Some aspects of my work as a firefighter can truly make me angry. I have seen the carelessness that led to deadly fires. I’ve witnessed the aftermath of suicides with families left smothered by tragedy. I’ve encountered vandalism and arson that resulted in innocent people pointlessly losing their lives. However, nothing gets under my skin as much as drunk driving, and my team and I have come across way too many cases to count.
The reason this gets to me as much as it does is perhaps because it’s so preventable. Or because a completely innocent and unsuspecting person can be killed doing nothing other than driving home or crossing the street in the path of an irresponsible idiot.
There have been anti-drinking and driving campaigns going on for decades, but people still go out partying without ever giving the ride home a second thought. So many of the victims and perpetrators are young men and women with their whole lives ahead of them. It’s such a waste.
The worst part about these accidents is that first moment when we arrive on the scene. There will be two wrecked cars. Glass is everywhere. There are puddles of blood and the pungent odour of gas, hot metal and burning rubber.
There will often be someone moaning from inside one of the cars, begging for help. And there will be someone else standing beside their own broken vehicle. That person will most often be the drunk driver – the one without a scratch. The one who will have to live with what they have done, but at least they will live.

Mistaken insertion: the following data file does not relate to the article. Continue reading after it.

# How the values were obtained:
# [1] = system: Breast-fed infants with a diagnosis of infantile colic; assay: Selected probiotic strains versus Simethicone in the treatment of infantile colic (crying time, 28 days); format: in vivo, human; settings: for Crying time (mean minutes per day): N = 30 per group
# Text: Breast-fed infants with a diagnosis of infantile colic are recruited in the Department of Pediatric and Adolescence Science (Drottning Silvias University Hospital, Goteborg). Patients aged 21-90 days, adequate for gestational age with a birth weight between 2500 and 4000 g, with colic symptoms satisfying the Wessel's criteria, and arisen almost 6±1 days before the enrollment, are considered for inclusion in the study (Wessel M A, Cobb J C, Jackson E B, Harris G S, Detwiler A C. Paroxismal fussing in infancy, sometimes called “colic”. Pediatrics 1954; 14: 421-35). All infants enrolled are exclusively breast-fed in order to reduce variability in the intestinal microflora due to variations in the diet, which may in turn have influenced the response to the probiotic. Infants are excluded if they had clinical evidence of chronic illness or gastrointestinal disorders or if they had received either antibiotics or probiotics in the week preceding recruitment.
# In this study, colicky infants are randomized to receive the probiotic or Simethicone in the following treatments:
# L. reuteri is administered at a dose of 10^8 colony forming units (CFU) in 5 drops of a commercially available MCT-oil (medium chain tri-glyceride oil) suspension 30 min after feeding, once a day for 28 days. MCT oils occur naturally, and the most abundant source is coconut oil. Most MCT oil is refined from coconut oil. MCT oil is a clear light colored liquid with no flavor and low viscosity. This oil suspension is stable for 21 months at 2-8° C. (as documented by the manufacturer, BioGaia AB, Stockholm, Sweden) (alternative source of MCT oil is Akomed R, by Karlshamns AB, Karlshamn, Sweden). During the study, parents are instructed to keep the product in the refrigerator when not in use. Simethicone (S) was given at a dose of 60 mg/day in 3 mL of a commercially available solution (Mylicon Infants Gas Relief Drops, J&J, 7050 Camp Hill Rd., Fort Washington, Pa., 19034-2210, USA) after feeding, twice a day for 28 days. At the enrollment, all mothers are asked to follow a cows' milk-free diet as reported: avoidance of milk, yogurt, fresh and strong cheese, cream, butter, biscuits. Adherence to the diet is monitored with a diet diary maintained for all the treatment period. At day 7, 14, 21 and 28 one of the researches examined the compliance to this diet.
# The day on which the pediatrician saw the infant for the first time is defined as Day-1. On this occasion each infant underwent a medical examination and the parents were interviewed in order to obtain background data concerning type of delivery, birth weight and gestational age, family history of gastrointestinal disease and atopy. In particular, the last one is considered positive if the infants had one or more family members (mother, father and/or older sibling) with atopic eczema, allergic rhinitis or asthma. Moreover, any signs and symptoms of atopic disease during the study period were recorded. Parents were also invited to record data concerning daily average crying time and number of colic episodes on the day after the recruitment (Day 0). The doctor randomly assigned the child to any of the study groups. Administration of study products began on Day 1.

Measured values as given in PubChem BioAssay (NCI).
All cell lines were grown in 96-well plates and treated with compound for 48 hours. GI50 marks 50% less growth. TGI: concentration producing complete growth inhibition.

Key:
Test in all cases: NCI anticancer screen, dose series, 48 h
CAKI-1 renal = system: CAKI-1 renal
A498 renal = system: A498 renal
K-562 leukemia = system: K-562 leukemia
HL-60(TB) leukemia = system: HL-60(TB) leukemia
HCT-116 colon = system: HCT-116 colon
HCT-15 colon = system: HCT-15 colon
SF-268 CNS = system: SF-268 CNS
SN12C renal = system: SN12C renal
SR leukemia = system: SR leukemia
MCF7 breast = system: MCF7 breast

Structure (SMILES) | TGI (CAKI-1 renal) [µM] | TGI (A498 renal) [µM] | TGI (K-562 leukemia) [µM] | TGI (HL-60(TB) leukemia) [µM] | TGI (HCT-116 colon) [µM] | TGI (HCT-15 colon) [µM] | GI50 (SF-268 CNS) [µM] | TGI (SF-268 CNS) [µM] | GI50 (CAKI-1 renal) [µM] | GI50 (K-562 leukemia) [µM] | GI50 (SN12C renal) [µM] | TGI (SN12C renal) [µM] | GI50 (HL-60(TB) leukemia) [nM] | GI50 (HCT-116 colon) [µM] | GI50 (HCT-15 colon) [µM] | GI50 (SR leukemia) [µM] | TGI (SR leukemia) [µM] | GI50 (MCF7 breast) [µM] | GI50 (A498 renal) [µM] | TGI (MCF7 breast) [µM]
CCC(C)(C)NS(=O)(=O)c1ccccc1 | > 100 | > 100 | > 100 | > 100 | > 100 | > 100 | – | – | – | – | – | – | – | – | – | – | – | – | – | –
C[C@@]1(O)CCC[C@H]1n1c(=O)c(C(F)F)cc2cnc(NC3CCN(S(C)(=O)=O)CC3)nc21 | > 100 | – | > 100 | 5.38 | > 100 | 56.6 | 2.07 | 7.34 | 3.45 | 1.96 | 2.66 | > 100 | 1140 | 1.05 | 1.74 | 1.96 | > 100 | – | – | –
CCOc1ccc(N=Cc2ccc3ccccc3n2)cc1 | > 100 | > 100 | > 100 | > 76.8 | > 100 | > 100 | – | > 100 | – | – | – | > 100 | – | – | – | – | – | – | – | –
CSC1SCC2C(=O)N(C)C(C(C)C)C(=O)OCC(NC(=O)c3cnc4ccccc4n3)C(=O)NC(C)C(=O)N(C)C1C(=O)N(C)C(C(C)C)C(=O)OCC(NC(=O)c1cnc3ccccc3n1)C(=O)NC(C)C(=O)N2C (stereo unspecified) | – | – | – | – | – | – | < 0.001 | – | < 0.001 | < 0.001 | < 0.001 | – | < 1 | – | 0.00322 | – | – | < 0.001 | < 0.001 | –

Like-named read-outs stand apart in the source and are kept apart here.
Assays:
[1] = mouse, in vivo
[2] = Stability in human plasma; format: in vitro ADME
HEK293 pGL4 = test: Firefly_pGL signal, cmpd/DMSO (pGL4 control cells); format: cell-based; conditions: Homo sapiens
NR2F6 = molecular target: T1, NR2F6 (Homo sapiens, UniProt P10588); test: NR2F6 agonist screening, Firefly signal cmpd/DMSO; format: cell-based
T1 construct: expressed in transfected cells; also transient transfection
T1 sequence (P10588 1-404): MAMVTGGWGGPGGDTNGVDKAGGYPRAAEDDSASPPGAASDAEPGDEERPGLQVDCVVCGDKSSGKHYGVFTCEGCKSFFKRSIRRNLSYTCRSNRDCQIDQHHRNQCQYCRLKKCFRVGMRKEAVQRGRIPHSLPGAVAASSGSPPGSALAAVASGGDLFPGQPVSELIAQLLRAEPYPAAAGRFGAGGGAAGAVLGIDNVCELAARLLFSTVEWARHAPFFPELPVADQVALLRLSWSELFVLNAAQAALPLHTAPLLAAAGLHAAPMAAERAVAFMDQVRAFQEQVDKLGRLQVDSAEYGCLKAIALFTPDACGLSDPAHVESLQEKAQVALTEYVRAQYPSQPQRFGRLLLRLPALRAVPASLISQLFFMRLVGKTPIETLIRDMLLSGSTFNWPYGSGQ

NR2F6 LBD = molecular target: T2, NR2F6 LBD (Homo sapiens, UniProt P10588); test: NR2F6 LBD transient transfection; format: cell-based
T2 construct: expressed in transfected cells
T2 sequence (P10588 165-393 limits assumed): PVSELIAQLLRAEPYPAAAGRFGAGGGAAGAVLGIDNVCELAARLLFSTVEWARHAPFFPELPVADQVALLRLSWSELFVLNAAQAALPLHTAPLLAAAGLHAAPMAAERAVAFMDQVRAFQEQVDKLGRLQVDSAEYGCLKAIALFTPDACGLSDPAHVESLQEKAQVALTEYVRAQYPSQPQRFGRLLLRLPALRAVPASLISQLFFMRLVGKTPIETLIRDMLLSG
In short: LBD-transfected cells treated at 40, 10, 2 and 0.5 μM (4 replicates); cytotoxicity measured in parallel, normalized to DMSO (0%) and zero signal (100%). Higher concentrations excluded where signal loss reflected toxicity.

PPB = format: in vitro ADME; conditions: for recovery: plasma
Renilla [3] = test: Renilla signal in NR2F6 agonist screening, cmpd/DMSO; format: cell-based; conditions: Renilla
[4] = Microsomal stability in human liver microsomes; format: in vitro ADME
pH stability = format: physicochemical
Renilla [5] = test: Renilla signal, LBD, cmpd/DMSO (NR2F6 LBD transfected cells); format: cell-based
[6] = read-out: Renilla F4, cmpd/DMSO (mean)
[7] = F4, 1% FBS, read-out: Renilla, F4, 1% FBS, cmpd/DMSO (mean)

Meanwhile, my partner and I will make a beeline toward the poor victims who never knew what hit them and whose lives will never be the same. That is if they live at all.
That’s the scenario that has played out on too many occasions. It’s what we encountered when we arrived late one night to the scene where one car had “T-boned” another.
The car driven by a young man had run a red light and slammed into the side of the other vehicle driven by a young woman who was unconscious, yet still breathing. Both appeared to be in their early twenties.
The male driver who had run the light was smoking a cigarette and standing beside his car. I could tell he was impaired by his slurred speech and inability to stand up straight, but I did not have time to think about him.
We rushed to the injured woman’s car and began the delicate, urgent task of extracting her. When the paramedics arrived they did their best to stabilize her, but sadly they could not. She had suffered too much physical trauma and died there on the scene.
With tight fists, I started heading toward the young man, but my partner grabbed me and pulled me back. He saw the anger in my eyes and was cool-headed enough to stop me from doing something I would later regret.
Later that night, I lay awake in bed at the fire hall, tossing and turning. I was unable to get the images out of my head of that poor young woman and the drunk driver who stood there smoking while she took her last breath.
I got up to get a glass of water in the kitchen. I felt such rage and frustration. It was 2:30 am and I knew that her family had likely been notified about their daughter’s tragic and pointless death. I heard their cries in my head and visualized them crumpling to the ground as they were given that dreadful news.
I have seen that deceased young woman’s face since then and not just in my mind’s eye. Her parents make sure her picture appears every year in the “in memoriam” section of the local newspaper. She was their only child and had been studying to be a lawyer. I cannot imagine what her mother and father must go through every single day.
There are countless injustices in the world. One includes people with limitless potential who die far before their time. Another involves those who irresponsibly and callously take their lives from them.
Madness is an excerpt from Firefight © 2014 By Rick Kurelo, CD. Firefight is available at FriesenPress.com
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